David Ignatow, “Three in Transition” … the hum of spiders…

David Ignatow

“Three in Transition”

     (for WCW)

I wish I understood the beauty
in leaves falling. To whom
are we beautiful
as we go?

I lie in the field
still, absorbing the stars
and silently throwing off
their presence. Silently
I breathe and die
by turns.

He was ripe
and fell to the ground
from a bough
out where the wind
is free
of the branches


David Ignatow’s “Three in Transition” is a sharp focus on mortality – mortality of the body, of presence, of ideas, of the grit of living. All things do come to an end. But, the poet says, we find a place where “the wind / is free / of the branches”. The closing image is ripe with inevitability.

David-IgnatowMaybe the focus of life should be more than transient accomplishment or the gathering things – and here I’m reminded of Shelley’s “long and levels sands,” moving away from us. Instead, we need to be part of the process – Mary Oliver’s notion of doing more than “simply having visited this world”. To understand, to lie in a field, to absorb the stars – their heat and light and silent motion. We breathe and die “by turns,” Ignatow writes. Things continue; leaves appear, leaves fall. What’s the beauty? Who will remember this moment of us in it? Who will read our words, listen to our voices, watch us walk the edge of the hill? Ignatow gives no answer. The question is what’s important.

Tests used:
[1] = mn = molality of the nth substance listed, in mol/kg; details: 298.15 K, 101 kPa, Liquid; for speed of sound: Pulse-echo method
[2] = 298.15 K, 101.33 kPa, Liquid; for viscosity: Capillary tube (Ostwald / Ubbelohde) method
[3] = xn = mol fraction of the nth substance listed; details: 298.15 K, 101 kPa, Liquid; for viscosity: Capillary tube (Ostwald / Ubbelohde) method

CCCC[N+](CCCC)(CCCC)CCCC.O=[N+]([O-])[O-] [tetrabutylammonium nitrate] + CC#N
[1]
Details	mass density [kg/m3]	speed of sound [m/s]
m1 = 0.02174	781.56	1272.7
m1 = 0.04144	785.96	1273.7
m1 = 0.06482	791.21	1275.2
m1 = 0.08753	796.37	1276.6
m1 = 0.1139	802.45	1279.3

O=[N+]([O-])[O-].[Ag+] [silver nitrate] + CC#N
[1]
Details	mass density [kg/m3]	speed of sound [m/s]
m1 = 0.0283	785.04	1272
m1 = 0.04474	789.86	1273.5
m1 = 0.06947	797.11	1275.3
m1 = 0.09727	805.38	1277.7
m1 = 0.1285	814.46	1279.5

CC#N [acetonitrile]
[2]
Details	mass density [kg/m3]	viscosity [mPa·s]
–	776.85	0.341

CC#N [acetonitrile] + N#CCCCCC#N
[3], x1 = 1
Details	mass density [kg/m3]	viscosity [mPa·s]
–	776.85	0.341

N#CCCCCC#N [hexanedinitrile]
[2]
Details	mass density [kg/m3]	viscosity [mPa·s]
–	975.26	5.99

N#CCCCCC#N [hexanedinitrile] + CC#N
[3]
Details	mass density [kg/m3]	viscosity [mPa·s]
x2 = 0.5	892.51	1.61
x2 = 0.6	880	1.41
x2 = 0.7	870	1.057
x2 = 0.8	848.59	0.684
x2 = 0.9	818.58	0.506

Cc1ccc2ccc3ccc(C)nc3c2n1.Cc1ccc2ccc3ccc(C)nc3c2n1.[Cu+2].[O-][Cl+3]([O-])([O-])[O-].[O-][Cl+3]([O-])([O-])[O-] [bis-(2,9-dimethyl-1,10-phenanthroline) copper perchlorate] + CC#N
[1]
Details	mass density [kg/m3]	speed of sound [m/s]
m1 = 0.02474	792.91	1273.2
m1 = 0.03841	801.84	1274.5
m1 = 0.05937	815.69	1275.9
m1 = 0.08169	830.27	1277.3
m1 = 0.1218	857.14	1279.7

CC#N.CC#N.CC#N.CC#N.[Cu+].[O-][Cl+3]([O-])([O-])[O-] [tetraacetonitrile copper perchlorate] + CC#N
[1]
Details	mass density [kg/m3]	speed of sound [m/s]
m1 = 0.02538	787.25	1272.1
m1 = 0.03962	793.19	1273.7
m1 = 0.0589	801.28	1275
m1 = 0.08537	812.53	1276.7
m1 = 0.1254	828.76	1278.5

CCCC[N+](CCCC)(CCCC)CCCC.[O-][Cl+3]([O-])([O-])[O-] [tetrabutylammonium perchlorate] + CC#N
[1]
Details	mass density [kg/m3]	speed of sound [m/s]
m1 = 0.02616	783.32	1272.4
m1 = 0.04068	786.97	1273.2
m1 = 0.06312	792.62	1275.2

In the end there is a freedom. We do fall, like the leaf, into an immeasurable unknown. I know we all have ideas, beliefs, fears, hopes… some unlimited, some oblivious, stone, murky, unbelievable, but in the end, truth is discovery. The poem’s closing shows us that when we fall, as we must, we become part of “the wind” – without boundaries. Ignatow is careful not to diminish the universality. The tree cannot hold us; the branches cannot limit us. Note that he uses no closing punctuation. We move, and move, and

~ by samofthetenthousandthings on January 27, 2016.

One Response to “David Ignatow, “Three in Transition” … the hum of spiders…”

  1. […] about death when he says “as we go” but when I first heard those words (before reading a commentary about the poem), I interpreted them to be, “as we go” …about our lives, “as we”… be who […]

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